Vayechi 5778


ואני נתתי לך שכם אחד על אחיך…בחרבי ובקשתי (בראשית מח:כב)

And behold I have given you one portion extra… that I conquered
by my sword and bow (Bereishis 48:22)

Yaakov Avinu tells Yosef that as reward for burying him in Eretz Yisrael, he is giving him the city of שכם. שכם indeed! Nothing about שכם is exactly flattering! Rashi (Bereishis 37:14) sheds light on the history of שכם. Citing the Gemara (Sanhedrin 102b), he writes that שכם was a place predisposed to misfortune. It was there that Dina was taken, it was there that the Shevatim sinned with the sale of Yosef, and it was there that the unified kingdom of Klal Yisrael was eventually divided.
Why did Yaakov choose שכם of all places as a gift for Yosef? If anything, it seems more of a liability than an asset. Any explanation requires a better understanding of the nature of שכם. What do Chazal mean by saying that שכם was predisposed to misfortune? What is there in the DNA of שכם that lends itself to trouble?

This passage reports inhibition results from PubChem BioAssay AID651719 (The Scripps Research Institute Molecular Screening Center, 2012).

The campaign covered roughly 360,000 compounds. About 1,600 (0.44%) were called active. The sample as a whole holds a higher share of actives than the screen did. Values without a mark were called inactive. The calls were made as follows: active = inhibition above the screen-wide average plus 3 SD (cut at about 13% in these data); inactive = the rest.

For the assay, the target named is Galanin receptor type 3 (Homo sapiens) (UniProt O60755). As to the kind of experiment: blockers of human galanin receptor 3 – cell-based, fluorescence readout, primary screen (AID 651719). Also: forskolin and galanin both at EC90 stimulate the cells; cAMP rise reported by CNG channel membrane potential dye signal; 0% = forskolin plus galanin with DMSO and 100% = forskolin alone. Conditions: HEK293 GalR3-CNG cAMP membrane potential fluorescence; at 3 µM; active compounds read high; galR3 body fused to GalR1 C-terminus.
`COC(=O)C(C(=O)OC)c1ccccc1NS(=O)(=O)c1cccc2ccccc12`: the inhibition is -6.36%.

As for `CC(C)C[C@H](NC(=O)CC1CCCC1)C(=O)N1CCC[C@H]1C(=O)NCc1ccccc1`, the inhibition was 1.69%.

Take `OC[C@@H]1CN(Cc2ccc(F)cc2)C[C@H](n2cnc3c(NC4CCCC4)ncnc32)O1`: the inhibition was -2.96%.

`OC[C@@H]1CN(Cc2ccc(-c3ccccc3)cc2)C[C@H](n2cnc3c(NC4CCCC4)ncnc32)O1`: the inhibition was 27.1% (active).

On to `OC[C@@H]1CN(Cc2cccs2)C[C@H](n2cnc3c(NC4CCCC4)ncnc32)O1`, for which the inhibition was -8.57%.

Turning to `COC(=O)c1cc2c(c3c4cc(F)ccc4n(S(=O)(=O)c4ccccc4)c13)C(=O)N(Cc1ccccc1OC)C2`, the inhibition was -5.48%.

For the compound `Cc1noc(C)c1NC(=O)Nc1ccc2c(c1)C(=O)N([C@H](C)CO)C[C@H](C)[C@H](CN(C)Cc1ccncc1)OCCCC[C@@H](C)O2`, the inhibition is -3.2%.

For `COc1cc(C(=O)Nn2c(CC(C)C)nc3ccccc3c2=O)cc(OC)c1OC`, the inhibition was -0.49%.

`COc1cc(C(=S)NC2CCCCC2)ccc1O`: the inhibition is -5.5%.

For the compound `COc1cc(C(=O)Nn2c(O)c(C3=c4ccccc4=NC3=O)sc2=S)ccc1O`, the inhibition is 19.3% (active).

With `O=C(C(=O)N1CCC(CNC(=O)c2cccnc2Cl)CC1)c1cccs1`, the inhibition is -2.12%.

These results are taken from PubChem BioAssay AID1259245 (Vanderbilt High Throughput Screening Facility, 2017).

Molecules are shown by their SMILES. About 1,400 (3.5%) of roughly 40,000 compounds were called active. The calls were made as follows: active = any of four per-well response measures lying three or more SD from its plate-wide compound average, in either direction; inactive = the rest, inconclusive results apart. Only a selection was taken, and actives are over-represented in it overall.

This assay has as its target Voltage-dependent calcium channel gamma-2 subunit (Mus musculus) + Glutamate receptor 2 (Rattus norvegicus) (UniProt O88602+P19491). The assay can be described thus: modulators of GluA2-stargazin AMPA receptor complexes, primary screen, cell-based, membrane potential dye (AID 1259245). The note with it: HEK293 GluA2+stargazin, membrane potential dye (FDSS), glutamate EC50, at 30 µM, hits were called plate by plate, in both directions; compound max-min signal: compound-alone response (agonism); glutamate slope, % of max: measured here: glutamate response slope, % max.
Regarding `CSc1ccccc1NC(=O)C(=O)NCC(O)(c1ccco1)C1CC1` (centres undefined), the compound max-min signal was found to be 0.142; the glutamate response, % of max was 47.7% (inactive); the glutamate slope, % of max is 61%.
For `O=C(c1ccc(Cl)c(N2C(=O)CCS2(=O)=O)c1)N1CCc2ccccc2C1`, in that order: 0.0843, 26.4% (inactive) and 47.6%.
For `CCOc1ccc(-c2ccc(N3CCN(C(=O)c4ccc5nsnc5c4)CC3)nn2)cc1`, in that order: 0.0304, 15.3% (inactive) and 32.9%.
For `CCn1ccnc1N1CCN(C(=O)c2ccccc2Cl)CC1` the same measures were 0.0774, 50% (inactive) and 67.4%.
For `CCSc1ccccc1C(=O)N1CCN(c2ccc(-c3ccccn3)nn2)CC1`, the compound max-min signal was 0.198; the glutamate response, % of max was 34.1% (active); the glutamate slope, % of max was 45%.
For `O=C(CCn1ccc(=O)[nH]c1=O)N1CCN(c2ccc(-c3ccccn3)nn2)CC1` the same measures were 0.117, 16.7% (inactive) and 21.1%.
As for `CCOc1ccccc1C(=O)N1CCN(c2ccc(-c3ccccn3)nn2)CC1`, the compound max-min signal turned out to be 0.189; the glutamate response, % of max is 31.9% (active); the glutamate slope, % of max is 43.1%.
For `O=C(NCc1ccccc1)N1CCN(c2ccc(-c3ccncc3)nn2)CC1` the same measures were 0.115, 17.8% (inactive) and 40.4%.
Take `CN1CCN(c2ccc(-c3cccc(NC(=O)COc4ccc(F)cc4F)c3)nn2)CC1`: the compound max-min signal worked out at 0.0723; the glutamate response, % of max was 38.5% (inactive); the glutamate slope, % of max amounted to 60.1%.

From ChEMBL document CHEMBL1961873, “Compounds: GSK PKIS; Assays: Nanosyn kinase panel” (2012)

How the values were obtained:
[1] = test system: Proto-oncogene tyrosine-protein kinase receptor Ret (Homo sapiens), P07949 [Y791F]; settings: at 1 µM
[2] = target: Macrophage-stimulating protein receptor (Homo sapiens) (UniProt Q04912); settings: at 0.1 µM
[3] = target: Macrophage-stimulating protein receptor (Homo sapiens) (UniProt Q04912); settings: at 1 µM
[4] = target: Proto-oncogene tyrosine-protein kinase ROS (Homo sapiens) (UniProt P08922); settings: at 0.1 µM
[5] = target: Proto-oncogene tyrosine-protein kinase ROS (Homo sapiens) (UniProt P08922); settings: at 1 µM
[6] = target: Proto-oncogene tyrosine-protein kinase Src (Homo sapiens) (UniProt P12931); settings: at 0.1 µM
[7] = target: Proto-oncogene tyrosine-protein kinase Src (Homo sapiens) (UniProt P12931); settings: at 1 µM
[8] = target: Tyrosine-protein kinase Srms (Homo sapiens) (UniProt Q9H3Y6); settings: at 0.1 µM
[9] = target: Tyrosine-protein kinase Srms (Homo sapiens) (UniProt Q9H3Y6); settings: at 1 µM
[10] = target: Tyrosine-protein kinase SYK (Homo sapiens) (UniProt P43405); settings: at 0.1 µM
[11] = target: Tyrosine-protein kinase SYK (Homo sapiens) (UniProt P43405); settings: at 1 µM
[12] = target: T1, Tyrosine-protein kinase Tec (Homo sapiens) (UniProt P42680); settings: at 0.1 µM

The Shem Mishmuel explains that the definition of the word שכם is Chelek, a portion. The nature of שכם was that all who lived there were cognizant of their self-importance. Every person viewed himself as a Chelek, a special part that cannot be replaced. This Middah can be the greatest good when seen in the right light, but it can also be extremely damaging.
When one distinguishes himself in righteousness, it results in his accepting great responsibility. He realizes that every action he does, for good or for bad, has the potential to sway the merit of the world, as stated in the Gemara (Kiddushin 40b). He sees the importance in his Avodas Hashem and does not allow others to sway him. No ridicule or degradation can budge him from his noble mission.